Appropriate technology, a term that has come to imply technology for the greater common good has remained a shibboleth and has not helped in mitigating risk for the poor. Technical solutions do not necessarily address the most pressing problems of the poor. For example, rural women in India are exposed to many times more air pollution indoors – because of wood fires used for cooking – than city folk are, out on the roads. But while adopting the latest clean automobile engine technology is touted as an achievement, making kitchens smokeless is not in the same order of priority.
Technology for one can be a curse for another. In early 2000, farmers who have lived and carried out agriculture for decades, in what is now the green belt of the modern city of Delhi, protested against the setting up of a hi-tech hazardous waste landfill in their neighborhood. This was to accommodate the city's waste, largely generated by its middle class. Designed to 'high international standards,' the landfill would usurp fertile land and the green belt, and make their neighborhood a dumpyard. Groundwater, on which they largely depend on for drinking, would get contaminated. A classic case of one man's waste becoming another man's poison.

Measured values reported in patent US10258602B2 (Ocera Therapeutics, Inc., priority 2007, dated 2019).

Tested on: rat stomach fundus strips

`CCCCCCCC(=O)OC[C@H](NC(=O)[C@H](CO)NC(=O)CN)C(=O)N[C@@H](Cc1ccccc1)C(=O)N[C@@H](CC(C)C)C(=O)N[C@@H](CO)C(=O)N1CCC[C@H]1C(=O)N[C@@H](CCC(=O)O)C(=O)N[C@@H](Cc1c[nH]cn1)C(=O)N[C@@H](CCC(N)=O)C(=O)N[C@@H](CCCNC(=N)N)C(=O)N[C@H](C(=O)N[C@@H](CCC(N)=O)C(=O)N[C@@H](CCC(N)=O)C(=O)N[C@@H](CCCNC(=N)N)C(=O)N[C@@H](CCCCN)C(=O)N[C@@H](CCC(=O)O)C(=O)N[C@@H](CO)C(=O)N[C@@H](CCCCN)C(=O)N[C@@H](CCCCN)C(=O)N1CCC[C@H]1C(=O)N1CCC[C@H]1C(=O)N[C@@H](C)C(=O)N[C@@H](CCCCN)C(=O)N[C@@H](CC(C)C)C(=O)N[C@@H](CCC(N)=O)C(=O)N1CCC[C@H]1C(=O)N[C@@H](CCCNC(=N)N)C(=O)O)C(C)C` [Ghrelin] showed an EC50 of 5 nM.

In other cases, technology can directly shift the risk to those who are socially less empowered. Indian municipalities are in a frenzy to find a quick-fix solution to the growing mounds of waste, and are proposing the installation of waste incinerators, to be located in the poorest urban neighborhoods. There is little concern that those who live in the vicinity of these monstrous machines will be those worst affected by exposure to toxins, which enter the food chain through air and water.